Presidents Obama and Calderon Must Move Beyond Words
Released on Wed, May 19, 2010
Washington, D.C. - Judging from his remarks today with President Felipe Calderón of Mexico, President Obama understands that the horrific violence which currently afflicts our southern neighbor is a complex problem that requires a multi-faceted solution. President Obama reaffirmed his administration’s commitment “to stem the southbound flow of American guns and money” which fuel the lion’s share of Mexico’s violence, as well as to develop “new approaches to reducing the demand for drugs in our country.” The President also pledged to keep up law-enforcement pressure on the criminal gangs that “traffic in drugs, guns, and people.”
A notable aspect of the President’s remarks is that his discussion of violence in Mexico was separate and distinct from his discussion of comprehensive immigration reform and the need to create a pathway to legal status for unauthorized immigrants already living in the United States. The distinction reflects the fact that unauthorized immigrants are not the cause of the violence which plagues so many communities in Mexico. This distinction stands in marked contrast to the supporters of “get tough” anti-immigrant laws, such as Arizona’s SB 1070, who frequently cite scattered episodes of violence spilling over the border from Mexico as a justification for their legislation. But cracking down on unauthorized immigrants in the United States is not going to diminish violence in border communities because unauthorized immigrants aren’t the perpetrators, criminal cartels are.Read more...
Washington, D.C. - Today, a federal appellate court chastised the Board of Immigration Appeals (BIA) for preventing noncitizens from reopening their cases from outside the United States. This important ruling from the U.S. Court of Appeals for the Sixth Circuit repudiates the government's view that immigration judges and the BIA lack "jurisdiction" over such cases.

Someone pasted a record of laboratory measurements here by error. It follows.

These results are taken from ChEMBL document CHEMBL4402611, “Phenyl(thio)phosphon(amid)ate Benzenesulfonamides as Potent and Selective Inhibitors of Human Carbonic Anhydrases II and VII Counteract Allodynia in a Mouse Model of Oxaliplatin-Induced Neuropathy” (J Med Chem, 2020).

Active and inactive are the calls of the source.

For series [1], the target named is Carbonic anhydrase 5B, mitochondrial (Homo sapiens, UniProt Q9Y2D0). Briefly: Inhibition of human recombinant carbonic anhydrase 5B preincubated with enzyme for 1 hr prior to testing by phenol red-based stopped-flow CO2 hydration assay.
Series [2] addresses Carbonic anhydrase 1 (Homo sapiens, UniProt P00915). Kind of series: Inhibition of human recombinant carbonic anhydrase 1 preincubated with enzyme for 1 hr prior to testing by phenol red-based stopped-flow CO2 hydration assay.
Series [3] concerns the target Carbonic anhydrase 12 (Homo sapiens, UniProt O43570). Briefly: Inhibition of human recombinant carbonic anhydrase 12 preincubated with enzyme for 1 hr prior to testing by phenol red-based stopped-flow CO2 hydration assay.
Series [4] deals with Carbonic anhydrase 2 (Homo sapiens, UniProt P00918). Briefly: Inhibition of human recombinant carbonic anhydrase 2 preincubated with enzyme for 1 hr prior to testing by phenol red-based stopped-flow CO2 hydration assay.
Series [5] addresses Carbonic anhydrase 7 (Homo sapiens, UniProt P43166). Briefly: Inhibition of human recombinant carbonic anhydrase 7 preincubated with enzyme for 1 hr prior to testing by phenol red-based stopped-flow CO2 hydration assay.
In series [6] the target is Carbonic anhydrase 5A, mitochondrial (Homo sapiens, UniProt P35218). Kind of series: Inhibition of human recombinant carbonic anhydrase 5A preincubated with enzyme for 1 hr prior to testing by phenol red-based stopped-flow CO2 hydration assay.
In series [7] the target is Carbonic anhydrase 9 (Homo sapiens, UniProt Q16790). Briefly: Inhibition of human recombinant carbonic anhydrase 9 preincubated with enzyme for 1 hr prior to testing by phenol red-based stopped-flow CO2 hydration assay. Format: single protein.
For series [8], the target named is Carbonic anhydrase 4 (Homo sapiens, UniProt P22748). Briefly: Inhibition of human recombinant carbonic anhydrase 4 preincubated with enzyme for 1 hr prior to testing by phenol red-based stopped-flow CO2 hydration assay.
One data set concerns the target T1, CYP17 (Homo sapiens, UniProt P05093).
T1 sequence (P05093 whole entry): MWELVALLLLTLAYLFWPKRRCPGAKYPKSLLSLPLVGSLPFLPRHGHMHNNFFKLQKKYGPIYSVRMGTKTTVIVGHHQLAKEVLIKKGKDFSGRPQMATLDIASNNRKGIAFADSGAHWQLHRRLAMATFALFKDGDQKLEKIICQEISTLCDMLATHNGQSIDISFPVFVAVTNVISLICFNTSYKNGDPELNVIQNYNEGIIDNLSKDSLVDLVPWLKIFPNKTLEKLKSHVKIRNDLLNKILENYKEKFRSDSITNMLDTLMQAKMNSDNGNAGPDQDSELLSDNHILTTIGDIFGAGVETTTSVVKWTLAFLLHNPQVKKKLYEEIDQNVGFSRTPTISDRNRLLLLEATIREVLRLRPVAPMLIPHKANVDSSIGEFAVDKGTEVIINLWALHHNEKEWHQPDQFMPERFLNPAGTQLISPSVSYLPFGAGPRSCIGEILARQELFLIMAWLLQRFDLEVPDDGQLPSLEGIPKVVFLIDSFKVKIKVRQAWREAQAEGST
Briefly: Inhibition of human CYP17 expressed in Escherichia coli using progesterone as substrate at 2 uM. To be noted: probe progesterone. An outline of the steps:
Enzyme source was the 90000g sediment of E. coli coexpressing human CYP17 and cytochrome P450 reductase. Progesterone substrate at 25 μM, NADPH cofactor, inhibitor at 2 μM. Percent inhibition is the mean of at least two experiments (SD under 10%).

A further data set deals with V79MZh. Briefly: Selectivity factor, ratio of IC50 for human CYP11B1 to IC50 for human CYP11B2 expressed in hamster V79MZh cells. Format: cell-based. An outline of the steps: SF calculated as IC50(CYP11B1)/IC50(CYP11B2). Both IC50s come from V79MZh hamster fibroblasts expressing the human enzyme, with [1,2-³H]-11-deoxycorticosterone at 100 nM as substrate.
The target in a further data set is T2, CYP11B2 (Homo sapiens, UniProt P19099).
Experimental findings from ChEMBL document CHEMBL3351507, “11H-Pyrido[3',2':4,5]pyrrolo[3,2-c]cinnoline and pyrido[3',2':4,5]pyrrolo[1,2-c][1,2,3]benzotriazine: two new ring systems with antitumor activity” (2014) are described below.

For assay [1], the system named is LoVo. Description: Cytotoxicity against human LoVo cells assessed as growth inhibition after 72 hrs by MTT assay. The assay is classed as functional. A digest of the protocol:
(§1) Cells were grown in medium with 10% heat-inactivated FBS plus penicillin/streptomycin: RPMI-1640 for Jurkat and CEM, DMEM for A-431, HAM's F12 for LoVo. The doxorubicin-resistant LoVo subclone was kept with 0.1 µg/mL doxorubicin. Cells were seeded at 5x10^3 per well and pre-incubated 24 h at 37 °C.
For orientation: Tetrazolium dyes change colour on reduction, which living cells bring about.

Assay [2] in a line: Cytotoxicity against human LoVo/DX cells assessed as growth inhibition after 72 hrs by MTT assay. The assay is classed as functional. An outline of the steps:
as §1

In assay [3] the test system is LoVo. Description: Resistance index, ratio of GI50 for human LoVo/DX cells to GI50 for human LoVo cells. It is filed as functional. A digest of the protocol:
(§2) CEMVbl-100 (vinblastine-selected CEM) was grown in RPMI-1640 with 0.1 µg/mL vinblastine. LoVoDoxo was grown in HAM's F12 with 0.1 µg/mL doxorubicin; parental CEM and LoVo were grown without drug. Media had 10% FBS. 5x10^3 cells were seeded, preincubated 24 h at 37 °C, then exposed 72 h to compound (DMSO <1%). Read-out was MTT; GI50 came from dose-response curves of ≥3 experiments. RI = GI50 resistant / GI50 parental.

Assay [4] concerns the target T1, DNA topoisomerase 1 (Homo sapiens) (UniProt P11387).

The American Immigration Council's Legal Action Center and the National Immigration Project of the National Lawyers Guild, which filed a joint amicus brief in the case, applaud the Sixth Circuit's ruling. The Legal Action Center and National Immigration Project have coordinated litigation on this issue nationwide and call on the BIA to abandon its misguided regulation barring review of motions filed by noncitizens outside the United States.
"The Sixth Circuit recognized that the regulation deprives noncitizens of their statutory right to present new evidence in their cases. The decision corrects the government's unlawful attempt to separate families and opens the door for them to return to the United States," said attorney Trina Realmuto of the National Immigration Project. Beth Werlin of the Legal Action Center said, "A motion may be a person's only chance to present his case to the immigration judge. The government should take immediate steps to withdraw this unfair and outdated regulation rather than proceed with continued, unnecessary and costly litigation."Read more...
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On June 17, 2011, John Morton, Director of ICE, issued two new memoranda encouraging the expanded use of prosecutorial discretion by ICE officers, agents, and attorneys in all phases of civil immigration enforcement. The first outlines in detail how ICE employees should approach a wide range of opportunities to apply prosecutorial discretion in line with ICE enforcement priorities; the second describes specific protections for certain crime victims, witnesses, and plaintiffs.